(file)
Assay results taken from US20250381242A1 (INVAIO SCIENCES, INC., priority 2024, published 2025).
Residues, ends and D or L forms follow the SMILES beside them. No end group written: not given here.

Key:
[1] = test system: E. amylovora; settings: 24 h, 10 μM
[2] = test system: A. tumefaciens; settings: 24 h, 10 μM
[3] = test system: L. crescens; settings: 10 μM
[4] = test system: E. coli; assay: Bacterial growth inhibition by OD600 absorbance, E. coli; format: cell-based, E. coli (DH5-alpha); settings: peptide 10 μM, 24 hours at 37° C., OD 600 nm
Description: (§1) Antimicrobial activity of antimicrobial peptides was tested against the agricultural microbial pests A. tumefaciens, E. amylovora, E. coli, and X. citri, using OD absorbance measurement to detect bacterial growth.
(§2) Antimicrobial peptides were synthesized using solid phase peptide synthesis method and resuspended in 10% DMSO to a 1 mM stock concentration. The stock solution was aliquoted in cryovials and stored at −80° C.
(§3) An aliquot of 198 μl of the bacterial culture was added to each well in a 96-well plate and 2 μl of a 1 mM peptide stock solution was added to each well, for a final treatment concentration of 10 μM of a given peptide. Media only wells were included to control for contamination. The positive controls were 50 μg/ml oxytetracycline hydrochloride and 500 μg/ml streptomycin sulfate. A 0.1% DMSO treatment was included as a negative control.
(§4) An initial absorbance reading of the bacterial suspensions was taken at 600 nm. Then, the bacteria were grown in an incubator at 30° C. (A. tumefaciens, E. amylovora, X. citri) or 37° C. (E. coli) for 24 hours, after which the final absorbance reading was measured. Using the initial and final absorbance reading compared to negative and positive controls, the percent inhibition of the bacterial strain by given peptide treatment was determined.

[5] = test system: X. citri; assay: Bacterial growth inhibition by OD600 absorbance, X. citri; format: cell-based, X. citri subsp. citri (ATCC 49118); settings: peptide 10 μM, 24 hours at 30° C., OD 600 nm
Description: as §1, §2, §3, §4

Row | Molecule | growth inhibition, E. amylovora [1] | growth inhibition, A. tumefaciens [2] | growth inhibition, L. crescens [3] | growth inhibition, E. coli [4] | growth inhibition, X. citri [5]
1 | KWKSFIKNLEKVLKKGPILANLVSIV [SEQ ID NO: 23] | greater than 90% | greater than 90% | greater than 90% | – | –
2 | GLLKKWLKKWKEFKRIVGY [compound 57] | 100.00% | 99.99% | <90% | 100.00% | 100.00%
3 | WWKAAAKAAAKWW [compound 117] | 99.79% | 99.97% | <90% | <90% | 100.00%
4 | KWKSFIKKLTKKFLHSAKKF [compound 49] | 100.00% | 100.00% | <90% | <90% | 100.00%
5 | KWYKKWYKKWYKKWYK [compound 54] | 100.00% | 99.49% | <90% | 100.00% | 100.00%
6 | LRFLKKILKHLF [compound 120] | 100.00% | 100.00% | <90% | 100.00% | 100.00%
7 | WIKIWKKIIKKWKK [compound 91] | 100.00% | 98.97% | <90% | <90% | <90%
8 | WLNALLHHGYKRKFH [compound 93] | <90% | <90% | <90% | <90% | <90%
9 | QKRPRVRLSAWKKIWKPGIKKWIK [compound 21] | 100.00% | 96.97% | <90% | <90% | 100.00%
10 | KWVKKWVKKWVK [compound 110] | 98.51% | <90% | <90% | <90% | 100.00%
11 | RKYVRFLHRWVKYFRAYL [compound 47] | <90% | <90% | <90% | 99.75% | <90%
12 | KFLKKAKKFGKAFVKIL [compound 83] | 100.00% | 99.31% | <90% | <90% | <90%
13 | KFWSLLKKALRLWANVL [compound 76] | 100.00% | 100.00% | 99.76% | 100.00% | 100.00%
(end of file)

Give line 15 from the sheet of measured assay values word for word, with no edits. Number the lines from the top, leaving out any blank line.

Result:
1 | KWKSFIKNLEKVLKKGPILANLVSIV [SEQ ID NO: 23] | greater than 90% | greater than 90% | greater than 90% | – | –